Pedro Almodovar has a long history of making skewed “womens’” pictures, where sensuality and perversity are one and the same. Yet one major reason why so many of them are regarded as class instead of camp are the very serious musical contributions of fellow Spaniard Alberto Iglesias, whose intriguing, and refined melodic sensibilities for the likes of BAD EDUCATION, VOLVER and TALK TO HER create both an elegant, and psychologically penetrative elegance to fit Almodovar’s glossy imagery. Now with THE SKIN I LIVE IN (aka LA PIEL QUE HABITO), Iglesias takes Almodovar’s bent sensibility to a whole new level of […]Read On »


CD Review: THE THING (1982) soundtrack

THE THING soundtrack | ©2011 Buysoundtrax Records

No, we’re not talking about a stillborn prequel here, but the one and only. Jack-of-all-trades filmmaker John Carpenter had served as a writer-director-composer on all of his films until his first studio production of THE THING. It was a bigger budget that allowed Carpenter to get his composing idol Ennio Morricone to provide the director with his first “real” orchestral score. That didn’t mean that Carpenter and his “in association” collaborator Alan Howarth wouldn’t give THE THING’s soundtrack more teeth by sweetening it with the icily sharp electronics that marked the auteur’s distinctive brand of horror. The result was a […]Read On »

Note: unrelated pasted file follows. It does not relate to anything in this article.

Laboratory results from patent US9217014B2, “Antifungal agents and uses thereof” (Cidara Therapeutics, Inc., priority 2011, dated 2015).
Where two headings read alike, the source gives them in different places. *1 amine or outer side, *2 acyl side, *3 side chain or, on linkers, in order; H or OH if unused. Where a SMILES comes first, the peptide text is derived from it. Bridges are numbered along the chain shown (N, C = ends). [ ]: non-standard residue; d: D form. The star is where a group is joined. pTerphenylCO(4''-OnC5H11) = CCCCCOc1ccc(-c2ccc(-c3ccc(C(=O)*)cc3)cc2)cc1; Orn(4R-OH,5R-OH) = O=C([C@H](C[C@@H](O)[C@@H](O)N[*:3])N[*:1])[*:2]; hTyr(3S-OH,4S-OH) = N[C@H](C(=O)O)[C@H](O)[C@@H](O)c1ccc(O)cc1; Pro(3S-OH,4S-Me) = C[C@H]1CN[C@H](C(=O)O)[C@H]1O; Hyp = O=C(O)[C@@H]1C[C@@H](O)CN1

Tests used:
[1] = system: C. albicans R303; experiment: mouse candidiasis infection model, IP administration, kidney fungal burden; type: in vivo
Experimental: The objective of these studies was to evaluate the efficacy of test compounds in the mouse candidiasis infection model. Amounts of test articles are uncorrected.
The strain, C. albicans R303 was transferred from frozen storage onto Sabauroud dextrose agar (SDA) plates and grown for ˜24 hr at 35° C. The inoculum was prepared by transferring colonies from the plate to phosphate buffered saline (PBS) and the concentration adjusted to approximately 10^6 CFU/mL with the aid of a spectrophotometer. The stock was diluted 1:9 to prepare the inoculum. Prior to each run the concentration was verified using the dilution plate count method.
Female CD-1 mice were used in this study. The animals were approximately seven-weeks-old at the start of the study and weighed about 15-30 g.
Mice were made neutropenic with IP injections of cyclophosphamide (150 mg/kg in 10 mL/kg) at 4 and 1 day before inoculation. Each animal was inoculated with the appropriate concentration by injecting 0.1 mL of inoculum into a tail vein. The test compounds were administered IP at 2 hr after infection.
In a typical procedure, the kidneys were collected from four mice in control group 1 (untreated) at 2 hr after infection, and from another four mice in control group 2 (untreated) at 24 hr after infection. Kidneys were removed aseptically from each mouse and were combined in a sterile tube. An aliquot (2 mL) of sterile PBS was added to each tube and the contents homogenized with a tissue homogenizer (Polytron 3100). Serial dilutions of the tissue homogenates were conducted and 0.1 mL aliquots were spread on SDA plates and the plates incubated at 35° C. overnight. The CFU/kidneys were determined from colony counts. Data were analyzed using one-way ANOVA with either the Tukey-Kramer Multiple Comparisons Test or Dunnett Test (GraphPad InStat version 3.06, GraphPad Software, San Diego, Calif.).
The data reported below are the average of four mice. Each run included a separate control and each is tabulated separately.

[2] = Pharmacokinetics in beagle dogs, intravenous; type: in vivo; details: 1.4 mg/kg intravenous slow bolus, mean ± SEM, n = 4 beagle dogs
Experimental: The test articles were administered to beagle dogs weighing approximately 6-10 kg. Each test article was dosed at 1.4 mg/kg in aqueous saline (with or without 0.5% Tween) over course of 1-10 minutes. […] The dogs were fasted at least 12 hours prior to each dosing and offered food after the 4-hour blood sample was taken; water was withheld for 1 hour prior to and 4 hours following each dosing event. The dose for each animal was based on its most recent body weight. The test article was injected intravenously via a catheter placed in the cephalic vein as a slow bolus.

CD Review: FUNERAL HOME soundtrack

FUNERAL HOME soundtrack | ©2011 Intrada Records

Though best known for giving a dark, psychological edge to the violent western stylings of Sam Peckinpah’s THE WILD BUNCH, Jerry Fielding’s twisted talent for combining dissonance and melody was equally effective in enclosed spaces, whether said abodes were being besieged by English rednecks (STRAW DOGS), a deviant handyman (THE NIGHTCOMERS) or a crazed computer (DEMON SEED). Fielding’s constant, mesmerizing sense of unease would ironically climax inside the FUNERAL HOME, an independent Canadian horror flick that proved to hold the composer’s last score.  Where a musician with Fielding’s studio resume would’ve turned their nose at being reduced to a PSYCHO-influenced […]Read On »

Increase your website traffic with
bottom round